Greg Davis

States (3)

[CS; Draft]

Spread across a few labels, Greg Davis’ States series has been warming cockles for much of 2011, and though 2012 is upon us, we must rectify the mistake of not speaking of these wonderful releases. So we catch up with the ‘third’ installment, which yields parts 5 and 6 of Davis’ masterstroke. Finding its home on the equally daft Draft, States (3) is a minefield of buzzes, blips, and beeps. The tape alternates harmoniously between fast and slow, Davis switching between lightning strikes of tangled electronics before easing into simplistic, almost quiet periods of cleaning up the messes he made. More so, States (3) is a look into invention; Davis’ creative process is put on display in such a manner that any filtering or editing is insignificant. States (3) is the sound of cogs and gears moving effortlessly in the brain, transferring idea into locomotion. So much commotion to be had with a modular synthesizer, with Davis making calculating, albeit frenzied, outbursts of creativity — how valiant!

Links: Greg Davis - Draft

Miami Angels in America

A Public Ranking

[CS; Night People]

And you’re feeling weird and shit all the time now. Getting high always on a duster-huffin’rag-reefer-cough medicine cocktail. No boozing. You’re too poor. The amount of damage you’re doing to your mind is permanently making you slur your speech. Outcast don’t begin to describe your situation at work. When you talk anywhere now, it’s like your jaw is tapping egg shells to each syllable. Loneliness is an excuse to get high or say something about your life that you’ve no concern about, but it’s frightening to the listener. The only way you orgasm is when your eyes fill with blood and struggle to keep open/you alive. Waking up in the morning consists of nose bleeds and sneezing brains. As you start to recognize the world wasn’t built for you, or your body/ears, the weight of sky crashing down into your eyes compares only to not yours, but “A Public Ranking.” So if your day job provides you with too much *flatline*, Miami Angels in America will melt them brains out ya nose in the mean/tough/aggressive/tense time.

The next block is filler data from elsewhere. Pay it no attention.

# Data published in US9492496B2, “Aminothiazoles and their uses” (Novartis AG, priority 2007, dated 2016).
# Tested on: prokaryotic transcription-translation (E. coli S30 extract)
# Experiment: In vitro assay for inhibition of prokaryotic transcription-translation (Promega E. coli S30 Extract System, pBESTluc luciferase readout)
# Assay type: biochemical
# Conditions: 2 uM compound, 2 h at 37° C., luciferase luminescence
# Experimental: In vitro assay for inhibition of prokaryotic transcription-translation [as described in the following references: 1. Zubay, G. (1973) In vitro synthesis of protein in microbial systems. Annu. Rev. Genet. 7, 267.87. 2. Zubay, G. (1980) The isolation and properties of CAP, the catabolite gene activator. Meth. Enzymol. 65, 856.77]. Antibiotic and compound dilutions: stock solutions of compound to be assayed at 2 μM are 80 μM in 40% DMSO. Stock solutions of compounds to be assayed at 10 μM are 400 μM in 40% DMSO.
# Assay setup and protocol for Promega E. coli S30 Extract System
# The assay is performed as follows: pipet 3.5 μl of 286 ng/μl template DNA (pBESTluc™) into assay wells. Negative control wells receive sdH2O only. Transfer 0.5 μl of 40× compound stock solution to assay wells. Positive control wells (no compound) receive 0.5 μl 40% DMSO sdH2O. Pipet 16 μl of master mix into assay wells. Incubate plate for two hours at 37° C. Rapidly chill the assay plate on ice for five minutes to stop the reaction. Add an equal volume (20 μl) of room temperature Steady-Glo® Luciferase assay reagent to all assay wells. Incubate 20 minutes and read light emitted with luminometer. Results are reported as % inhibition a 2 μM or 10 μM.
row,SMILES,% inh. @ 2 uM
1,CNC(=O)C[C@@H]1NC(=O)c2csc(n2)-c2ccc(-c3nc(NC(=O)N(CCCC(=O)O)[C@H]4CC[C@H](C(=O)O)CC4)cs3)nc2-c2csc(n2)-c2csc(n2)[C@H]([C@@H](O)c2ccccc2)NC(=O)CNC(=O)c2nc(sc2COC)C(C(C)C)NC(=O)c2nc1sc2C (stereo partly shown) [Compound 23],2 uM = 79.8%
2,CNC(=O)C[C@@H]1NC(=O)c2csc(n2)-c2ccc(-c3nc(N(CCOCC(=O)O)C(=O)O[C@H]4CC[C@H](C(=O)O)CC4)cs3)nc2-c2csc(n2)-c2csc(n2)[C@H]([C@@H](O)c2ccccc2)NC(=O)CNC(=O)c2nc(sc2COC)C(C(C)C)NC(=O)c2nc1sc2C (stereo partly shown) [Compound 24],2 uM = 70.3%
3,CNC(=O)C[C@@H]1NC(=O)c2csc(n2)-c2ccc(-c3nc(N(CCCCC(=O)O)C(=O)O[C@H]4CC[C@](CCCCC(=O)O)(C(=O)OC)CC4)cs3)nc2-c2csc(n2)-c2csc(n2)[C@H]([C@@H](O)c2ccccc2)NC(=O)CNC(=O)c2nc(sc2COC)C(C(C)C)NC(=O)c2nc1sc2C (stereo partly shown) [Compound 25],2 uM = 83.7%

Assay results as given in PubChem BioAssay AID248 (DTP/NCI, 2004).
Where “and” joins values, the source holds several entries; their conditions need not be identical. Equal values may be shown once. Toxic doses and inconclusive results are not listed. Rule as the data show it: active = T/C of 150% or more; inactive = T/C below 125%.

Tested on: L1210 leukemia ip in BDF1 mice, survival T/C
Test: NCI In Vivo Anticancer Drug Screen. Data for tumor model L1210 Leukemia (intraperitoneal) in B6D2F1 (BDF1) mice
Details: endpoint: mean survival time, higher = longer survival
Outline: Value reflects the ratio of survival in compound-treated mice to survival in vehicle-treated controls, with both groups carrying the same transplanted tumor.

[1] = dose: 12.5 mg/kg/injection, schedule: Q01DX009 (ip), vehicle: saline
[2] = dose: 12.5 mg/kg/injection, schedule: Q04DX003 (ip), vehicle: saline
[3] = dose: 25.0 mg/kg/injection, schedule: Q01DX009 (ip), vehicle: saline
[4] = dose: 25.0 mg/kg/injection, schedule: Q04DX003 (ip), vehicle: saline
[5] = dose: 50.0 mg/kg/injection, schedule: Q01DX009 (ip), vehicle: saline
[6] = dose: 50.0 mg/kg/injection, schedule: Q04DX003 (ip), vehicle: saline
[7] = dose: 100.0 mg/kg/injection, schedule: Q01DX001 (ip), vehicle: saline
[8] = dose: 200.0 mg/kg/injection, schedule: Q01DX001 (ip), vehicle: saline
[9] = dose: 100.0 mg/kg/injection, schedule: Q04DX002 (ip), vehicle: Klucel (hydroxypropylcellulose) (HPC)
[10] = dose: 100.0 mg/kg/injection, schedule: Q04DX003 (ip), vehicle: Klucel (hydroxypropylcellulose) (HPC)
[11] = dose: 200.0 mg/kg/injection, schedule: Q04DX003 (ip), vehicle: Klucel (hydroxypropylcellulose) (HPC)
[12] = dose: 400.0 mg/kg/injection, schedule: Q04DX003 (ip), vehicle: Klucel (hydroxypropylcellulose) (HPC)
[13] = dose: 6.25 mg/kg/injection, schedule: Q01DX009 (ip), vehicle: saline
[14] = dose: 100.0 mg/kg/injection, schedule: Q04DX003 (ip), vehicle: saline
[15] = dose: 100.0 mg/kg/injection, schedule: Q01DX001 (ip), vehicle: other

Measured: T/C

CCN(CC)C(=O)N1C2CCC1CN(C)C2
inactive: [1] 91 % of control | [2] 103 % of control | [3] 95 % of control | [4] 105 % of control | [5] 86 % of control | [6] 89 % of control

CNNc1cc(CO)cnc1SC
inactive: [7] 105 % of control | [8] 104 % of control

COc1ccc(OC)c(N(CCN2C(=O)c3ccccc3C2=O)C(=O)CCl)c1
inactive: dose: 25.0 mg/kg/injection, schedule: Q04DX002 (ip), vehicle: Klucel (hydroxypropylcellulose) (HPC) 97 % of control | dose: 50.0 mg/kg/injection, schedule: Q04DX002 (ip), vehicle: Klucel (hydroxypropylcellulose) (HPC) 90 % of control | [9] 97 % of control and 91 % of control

Links: Miami Angels in America - Night People

German Army

Papua Mass

[CS; Night People]

What seems a bare cupboard for the one band you just can’t Google turns out to be an old coldwave trick: Lull the listener to sleep with hypnotizing weird-wave minimal synth and wait… and wait… and wait. Then what? Well, I guess you make another tape. Until then, German Army have me in the palm of their hairy hands, their Martian Church XX-style sludge-vocals reminding me of that time I’s probed by aliens. (I swear! Ma told me if’n I lie I’ll be in hot water, so don’t tell on me!) Their frothy chemical brew is a strange, pungent one that no one should try at home: Stack a uncooperative drum machine on top of a shit-house synth, echo-killed vox, and maybe a bass line and see how much your version of this sucks. How do they do it? This is one of those tapes you listen to mouth-ajar; the 39 Clocks of mini-synth-wave, German Army are. The end of Side A even mimics a tape being eaten. You’ll keep checking and checking. What an idiot! Bruce Hart is watching approvingly from heaven (What? He’s alive? Man…), not to mention Wet Hair. Those nice Raccoo-oo-oon boys sure have comported themselves well with this Night People label, a veritable shit-storm of fascinating vibrations emanating from their every audio orifice. It’s sick. And yes, like every actually-good cassette I review, it’s probably fucking sold out before you even knew what hit you circa Dave Mustaine. Sorry; you lose.

Links: Night People

U.S. Girls

The Island Song

[7-inch; Calico]